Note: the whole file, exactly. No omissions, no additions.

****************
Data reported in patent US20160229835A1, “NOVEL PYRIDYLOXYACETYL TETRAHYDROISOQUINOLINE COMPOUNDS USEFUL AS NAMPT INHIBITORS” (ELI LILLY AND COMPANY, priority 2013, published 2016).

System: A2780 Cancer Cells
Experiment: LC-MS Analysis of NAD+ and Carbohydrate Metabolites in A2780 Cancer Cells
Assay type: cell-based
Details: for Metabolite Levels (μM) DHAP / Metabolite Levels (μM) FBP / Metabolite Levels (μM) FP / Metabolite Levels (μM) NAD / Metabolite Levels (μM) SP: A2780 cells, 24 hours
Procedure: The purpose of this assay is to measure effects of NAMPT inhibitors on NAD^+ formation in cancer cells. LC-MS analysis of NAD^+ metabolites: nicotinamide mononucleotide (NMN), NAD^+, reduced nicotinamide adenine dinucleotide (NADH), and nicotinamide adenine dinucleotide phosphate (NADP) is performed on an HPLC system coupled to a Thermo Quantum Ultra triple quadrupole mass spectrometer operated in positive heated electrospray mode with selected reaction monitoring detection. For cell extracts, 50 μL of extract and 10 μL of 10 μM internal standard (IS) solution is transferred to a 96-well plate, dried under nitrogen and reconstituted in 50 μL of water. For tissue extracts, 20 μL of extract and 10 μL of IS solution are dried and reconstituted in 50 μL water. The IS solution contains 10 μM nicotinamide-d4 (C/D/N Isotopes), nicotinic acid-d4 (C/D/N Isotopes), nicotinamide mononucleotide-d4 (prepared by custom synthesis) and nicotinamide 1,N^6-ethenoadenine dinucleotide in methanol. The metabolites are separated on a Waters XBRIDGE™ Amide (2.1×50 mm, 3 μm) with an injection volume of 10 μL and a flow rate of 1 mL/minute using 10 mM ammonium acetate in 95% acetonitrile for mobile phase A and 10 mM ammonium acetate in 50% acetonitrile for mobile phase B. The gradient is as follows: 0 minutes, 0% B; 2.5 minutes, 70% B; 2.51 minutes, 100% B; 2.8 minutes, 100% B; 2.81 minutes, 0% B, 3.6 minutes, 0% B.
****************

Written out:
Data reported in patent US20160229835A1, “NOVEL PYRIDYLOXYACETYL TETRAHYDROISOQUINOLINE COMPOUNDS USEFUL AS NAMPT INHIBITORS” (ELI LILLY AND COMPANY, priority 2013, published 2016).

System: A2780 Cancer Cells
Experiment: LC-MS Analysis of NAD+ and Carbohydrate Metabolites in A2780 Cancer Cells
Assay type: cell-based
Details: for Metabolite Levels (μM) DHAP / Metabolite Levels (μM) FBP / Metabolite Levels (μM) FP / Metabolite Levels (μM) NAD / Metabolite Levels (μM) SP: A2780 cells, 24 hours
Procedure: The purpose of this assay is to measure effects of NAMPT inhibitors on NAD^+ formation in cancer cells. LC-MS analysis of NAD^+ metabolites: nicotinamide mononucleotide (NMN), NAD^+, reduced nicotinamide adenine dinucleotide (NADH), and nicotinamide adenine dinucleotide phosphate (NADP) is performed on an HPLC system coupled to a Thermo Quantum Ultra triple quadrupole mass spectrometer operated in positive heated electrospray mode with selected reaction monitoring detection. For cell extracts, 50 μL of extract and 10 μL of 10 μM internal standard (IS) solution is transferred to a 96-well plate, dried under nitrogen and reconstituted in 50 μL of water. For tissue extracts, 20 μL of extract and 10 μL of IS solution are dried and reconstituted in 50 μL water. The IS solution contains 10 μM nicotinamide-d4 (C/D/N Isotopes), nicotinic acid-d4 (C/D/N Isotopes), nicotinamide mononucleotide-d4 (prepared by custom synthesis) and nicotinamide 1,N^6-ethenoadenine dinucleotide in methanol. The metabolites are separated on a Waters XBRIDGE™ Amide (2.1×50 mm, 3 μm) with an injection volume of 10 μL and a flow rate of 1 mL/minute using 10 mM ammonium acetate in 95% acetonitrile for mobile phase A and 10 mM ammonium acetate in 50% acetonitrile for mobile phase B. The gradient is as follows: 0 minutes, 0% B; 2.5 minutes, 70% B; 2.51 minutes, 100% B; 2.8 minutes, 100% B; 2.81 minutes, 0% B, 3.6 minutes, 0% B.